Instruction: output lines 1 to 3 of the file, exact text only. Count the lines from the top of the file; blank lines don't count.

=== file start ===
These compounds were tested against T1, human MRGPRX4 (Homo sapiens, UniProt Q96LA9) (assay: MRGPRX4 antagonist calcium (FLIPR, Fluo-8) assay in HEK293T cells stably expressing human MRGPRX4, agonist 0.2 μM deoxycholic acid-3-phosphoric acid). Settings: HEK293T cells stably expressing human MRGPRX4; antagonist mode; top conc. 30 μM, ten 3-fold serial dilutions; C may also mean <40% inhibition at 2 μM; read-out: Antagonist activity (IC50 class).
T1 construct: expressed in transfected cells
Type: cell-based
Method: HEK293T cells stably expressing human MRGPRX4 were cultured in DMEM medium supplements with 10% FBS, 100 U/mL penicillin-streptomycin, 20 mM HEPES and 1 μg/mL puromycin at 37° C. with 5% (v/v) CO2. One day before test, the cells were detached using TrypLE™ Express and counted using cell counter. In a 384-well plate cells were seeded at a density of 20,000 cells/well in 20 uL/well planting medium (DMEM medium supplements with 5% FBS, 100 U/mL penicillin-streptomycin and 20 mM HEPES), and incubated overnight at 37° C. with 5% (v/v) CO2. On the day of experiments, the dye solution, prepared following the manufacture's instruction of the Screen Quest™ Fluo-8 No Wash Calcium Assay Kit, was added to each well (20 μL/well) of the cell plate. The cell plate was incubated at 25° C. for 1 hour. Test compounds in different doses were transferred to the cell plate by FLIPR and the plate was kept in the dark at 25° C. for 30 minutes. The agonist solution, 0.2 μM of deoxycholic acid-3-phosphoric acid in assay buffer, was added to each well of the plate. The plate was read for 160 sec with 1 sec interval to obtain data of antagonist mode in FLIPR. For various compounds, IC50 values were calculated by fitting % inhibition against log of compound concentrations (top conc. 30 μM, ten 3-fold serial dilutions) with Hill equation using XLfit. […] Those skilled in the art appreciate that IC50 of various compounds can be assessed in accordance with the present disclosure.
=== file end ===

These compounds were tested against T1, human MRGPRX4 (Homo sapiens, UniProt Q96LA9) (assay: MRGPRX4 antagonist calcium (FLIPR, Fluo-8) assay in HEK293T cells stably expressing human MRGPRX4, agonist 0.2 μM deoxycholic acid-3-phosphoric acid). Settings: HEK293T cells stably expressing human MRGPRX4; antagonist mode; top conc. 30 μM, ten 3-fold serial dilutions; C may also mean <40% inhibition at 2 μM; read-out: Antagonist activity (IC50 class).
T1 construct: expressed in transfected cells
Type: cell-based